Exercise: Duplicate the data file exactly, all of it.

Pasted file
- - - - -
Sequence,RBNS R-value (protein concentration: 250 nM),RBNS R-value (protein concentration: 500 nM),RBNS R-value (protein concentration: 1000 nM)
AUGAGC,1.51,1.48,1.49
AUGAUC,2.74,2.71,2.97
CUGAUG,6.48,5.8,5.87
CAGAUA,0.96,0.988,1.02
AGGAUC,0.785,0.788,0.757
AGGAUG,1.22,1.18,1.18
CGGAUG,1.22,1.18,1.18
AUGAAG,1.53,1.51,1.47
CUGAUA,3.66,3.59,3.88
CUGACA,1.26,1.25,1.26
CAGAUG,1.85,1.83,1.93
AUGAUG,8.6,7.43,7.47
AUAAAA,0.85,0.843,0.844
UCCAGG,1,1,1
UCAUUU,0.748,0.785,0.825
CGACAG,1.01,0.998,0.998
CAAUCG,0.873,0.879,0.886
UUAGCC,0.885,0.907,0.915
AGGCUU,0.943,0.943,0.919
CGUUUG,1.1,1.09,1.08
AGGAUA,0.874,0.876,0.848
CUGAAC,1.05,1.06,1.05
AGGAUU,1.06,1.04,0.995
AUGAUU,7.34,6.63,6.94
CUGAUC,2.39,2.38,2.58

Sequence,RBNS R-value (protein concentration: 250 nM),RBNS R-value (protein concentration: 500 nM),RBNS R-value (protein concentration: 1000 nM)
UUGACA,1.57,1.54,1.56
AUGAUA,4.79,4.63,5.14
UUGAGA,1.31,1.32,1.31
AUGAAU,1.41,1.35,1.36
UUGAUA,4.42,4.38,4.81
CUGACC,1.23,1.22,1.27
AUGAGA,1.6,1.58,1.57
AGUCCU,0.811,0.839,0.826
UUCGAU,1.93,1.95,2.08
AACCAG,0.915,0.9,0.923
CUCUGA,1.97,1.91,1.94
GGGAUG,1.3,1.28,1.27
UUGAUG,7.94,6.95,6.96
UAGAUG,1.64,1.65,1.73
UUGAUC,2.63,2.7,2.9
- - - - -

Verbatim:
Sequence,RBNS R-value (protein concentration: 250 nM),RBNS R-value (protein concentration: 500 nM),RBNS R-value (protein concentration: 1000 nM)
AUGAGC,1.51,1.48,1.49
AUGAUC,2.74,2.71,2.97
CUGAUG,6.48,5.8,5.87
CAGAUA,0.96,0.988,1.02
AGGAUC,0.785,0.788,0.757
AGGAUG,1.22,1.18,1.18
CGGAUG,1.22,1.18,1.18
AUGAAG,1.53,1.51,1.47
CUGAUA,3.66,3.59,3.88
CUGACA,1.26,1.25,1.26
CAGAUG,1.85,1.83,1.93
AUGAUG,8.6,7.43,7.47
AUAAAA,0.85,0.843,0.844
UCCAGG,1,1,1
UCAUUU,0.748,0.785,0.825
CGACAG,1.01,0.998,0.998
CAAUCG,0.873,0.879,0.886
UUAGCC,0.885,0.907,0.915
AGGCUU,0.943,0.943,0.919
CGUUUG,1.1,1.09,1.08
AGGAUA,0.874,0.876,0.848
CUGAAC,1.05,1.06,1.05
AGGAUU,1.06,1.04,0.995
AUGAUU,7.34,6.63,6.94
CUGAUC,2.39,2.38,2.58

Sequence,RBNS R-value (protein concentration: 250 nM),RBNS R-value (protein concentration: 500 nM),RBNS R-value (protein concentration: 1000 nM)
UUGACA,1.57,1.54,1.56
AUGAUA,4.79,4.63,5.14
UUGAGA,1.31,1.32,1.31
AUGAAU,1.41,1.35,1.36
UUGAUA,4.42,4.38,4.81
CUGACC,1.23,1.22,1.27
AUGAGA,1.6,1.58,1.57
AGUCCU,0.811,0.839,0.826
UUCGAU,1.93,1.95,2.08
AACCAG,0.915,0.9,0.923
CUCUGA,1.97,1.91,1.94
GGGAUG,1.3,1.28,1.27
UUGAUG,7.94,6.95,6.96
UAGAUG,1.64,1.65,1.73
UUGAUC,2.63,2.7,2.9